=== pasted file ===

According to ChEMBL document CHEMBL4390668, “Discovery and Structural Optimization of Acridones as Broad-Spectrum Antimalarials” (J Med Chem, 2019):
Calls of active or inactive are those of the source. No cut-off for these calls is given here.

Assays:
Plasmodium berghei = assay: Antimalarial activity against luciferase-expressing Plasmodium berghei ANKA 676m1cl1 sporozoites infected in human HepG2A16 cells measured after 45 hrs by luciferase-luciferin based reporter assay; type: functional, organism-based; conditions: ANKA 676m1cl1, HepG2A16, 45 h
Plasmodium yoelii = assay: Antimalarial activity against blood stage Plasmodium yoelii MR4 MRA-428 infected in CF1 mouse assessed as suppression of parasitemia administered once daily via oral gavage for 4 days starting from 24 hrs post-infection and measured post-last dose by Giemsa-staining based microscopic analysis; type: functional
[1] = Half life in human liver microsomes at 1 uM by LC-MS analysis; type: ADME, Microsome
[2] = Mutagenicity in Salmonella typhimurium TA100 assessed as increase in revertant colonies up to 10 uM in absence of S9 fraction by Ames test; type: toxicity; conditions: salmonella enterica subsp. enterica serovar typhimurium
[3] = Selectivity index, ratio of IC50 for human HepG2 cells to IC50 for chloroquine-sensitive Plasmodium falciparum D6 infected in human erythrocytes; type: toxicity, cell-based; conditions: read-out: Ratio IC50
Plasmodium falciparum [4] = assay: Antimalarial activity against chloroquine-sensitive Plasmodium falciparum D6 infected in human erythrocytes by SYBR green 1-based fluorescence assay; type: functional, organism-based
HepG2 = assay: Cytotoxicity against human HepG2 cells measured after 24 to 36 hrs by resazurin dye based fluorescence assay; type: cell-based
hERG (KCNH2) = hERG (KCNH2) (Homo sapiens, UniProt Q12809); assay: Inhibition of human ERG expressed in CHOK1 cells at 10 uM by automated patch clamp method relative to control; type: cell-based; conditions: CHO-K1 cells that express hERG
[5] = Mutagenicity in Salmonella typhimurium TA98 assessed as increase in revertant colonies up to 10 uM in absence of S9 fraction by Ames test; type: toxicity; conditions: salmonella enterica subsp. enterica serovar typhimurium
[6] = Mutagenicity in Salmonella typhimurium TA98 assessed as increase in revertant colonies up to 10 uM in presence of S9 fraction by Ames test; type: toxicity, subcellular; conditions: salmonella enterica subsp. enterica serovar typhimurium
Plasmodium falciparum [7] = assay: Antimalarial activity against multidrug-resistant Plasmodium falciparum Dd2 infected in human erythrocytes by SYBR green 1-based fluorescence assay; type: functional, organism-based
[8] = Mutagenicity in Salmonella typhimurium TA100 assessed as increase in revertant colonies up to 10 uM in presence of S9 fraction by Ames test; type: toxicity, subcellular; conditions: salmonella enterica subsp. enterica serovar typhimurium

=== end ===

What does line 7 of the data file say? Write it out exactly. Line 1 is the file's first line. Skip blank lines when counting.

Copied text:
[2] = Mutagenicity in Salmonella typhimurium TA100 assessed as increase in revertant colonies up to 10 uM in absence of S9 fraction by Ames test; type: toxicity; conditions: salmonella enterica subsp. enterica serovar typhimurium